Dave Nimmer has some suggestions – he calls them “obstreperous observations” – that he wants to share about what’s going on at St. Thomas, and he hopes people take him seriously. Read about what’s on his mind today in The Scroll.
(Mis)information drives Susan Alexander crazy, regardless of whether the issue is as global as the effectiveness of the gold standard or as local as whether St. Thomas has special programs to recruit and support veterans. She addresses those issues today in The Scroll and also offers a quiz!
I will never forget the looks on the faces of three St. Thomas coaches when their teams won national championships.
One evening, I noticed a framed photo of the late Vaclav Havel, former president of the Czech Republic. He’s standing next to a painting depicting a Gospel writer with an angel whispering in his ear. Havel, with a sheepish grin, is cupping his ear as if to eavesdrop for a little “inspiration.”
The first “real” photos I took, with even a bit of photo knowledge in my head, were on T-Max 400 black and white film for The Aquin and The Aquinas yearbook. For the next three years black and white was all I shot as I learned how not to make a complete fool of myself with a camera.
Before my grandfather died, I said to him that someday I would write a book about our family. I’m not sure that the book on meaningful work that I recently began will turn out to be the book he was expecting, but I would like to think he would recognize its origins.
There is a great need for social entrepreneurship with the goal of developing economical and robust systems that provide fresh water and electricity. The engineering challenges are significant but surmountable. It simply takes will and funding.
There is nothing like a foot of snow to turn Tommies into roving Good Samaritans, Doug Hennes writes today in The Scroll. He cites three thank-you notes written about students whose good deeds helped neighbors deal with the nasty weather and, in the process, spread “the true Christmas spirit” and inspired a girl to act with kindness toward others.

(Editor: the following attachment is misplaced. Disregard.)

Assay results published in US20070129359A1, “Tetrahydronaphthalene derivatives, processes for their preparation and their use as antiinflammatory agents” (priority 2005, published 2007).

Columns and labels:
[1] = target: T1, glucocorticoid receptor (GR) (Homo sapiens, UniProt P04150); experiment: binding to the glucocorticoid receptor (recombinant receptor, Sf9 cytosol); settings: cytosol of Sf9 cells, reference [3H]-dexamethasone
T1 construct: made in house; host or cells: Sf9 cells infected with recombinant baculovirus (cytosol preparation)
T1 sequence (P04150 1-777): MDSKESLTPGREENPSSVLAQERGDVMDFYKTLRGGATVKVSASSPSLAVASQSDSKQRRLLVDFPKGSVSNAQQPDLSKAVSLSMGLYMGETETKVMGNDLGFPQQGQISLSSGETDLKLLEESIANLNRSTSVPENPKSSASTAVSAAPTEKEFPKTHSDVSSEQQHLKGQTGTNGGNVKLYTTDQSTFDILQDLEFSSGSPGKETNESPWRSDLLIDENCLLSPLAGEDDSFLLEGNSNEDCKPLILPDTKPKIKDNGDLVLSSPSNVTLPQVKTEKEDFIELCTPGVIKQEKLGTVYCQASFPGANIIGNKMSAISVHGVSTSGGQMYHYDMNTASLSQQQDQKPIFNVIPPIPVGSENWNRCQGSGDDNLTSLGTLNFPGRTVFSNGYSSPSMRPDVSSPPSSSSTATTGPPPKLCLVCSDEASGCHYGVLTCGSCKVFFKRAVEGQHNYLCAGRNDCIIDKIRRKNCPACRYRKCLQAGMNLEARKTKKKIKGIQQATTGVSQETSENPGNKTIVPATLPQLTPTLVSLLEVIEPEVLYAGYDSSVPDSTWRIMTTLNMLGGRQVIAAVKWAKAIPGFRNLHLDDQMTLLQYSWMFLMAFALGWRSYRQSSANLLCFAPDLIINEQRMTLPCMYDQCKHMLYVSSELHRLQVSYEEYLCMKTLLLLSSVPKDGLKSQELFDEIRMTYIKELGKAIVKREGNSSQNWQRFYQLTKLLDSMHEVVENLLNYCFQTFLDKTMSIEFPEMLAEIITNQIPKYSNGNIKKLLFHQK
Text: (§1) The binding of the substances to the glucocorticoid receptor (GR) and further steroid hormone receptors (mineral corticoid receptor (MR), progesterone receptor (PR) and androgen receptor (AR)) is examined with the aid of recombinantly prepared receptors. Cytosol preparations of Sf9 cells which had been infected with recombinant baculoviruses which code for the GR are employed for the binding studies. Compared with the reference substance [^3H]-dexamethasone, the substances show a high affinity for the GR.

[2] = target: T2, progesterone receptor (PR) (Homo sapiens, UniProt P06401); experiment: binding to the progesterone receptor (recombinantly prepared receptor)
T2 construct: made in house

Simple blades of prairie grass silhouetted in the moments before night. The exultation of an improbable victory. A firm touch as a final goodbye. We’ve picked these moments, and the others you see here, from the more than 5,000 we collected in 2012 as our best of the year.
Traves Lundberg has a special place in Dave Nimmer’s heart. He brews a perfect cup of coffee in Coffee Bené in O’Shaughnessy-Frey Library, and he loves fishing. As a result, Dave calls Traves a “five-day-a-week Christmas present” today in The Scroll.
After the killing of so many children and their teachers, our human journey is at a crossroads where our intentions – beautiful and transcendent, compassionate and caring, loving and forgiving, intelligent and thoughtful – continue to retreat in confusion and horror from the enormous evil we can and will inflict upon one another. For Bruce Kramer, Sandy Hook is personal.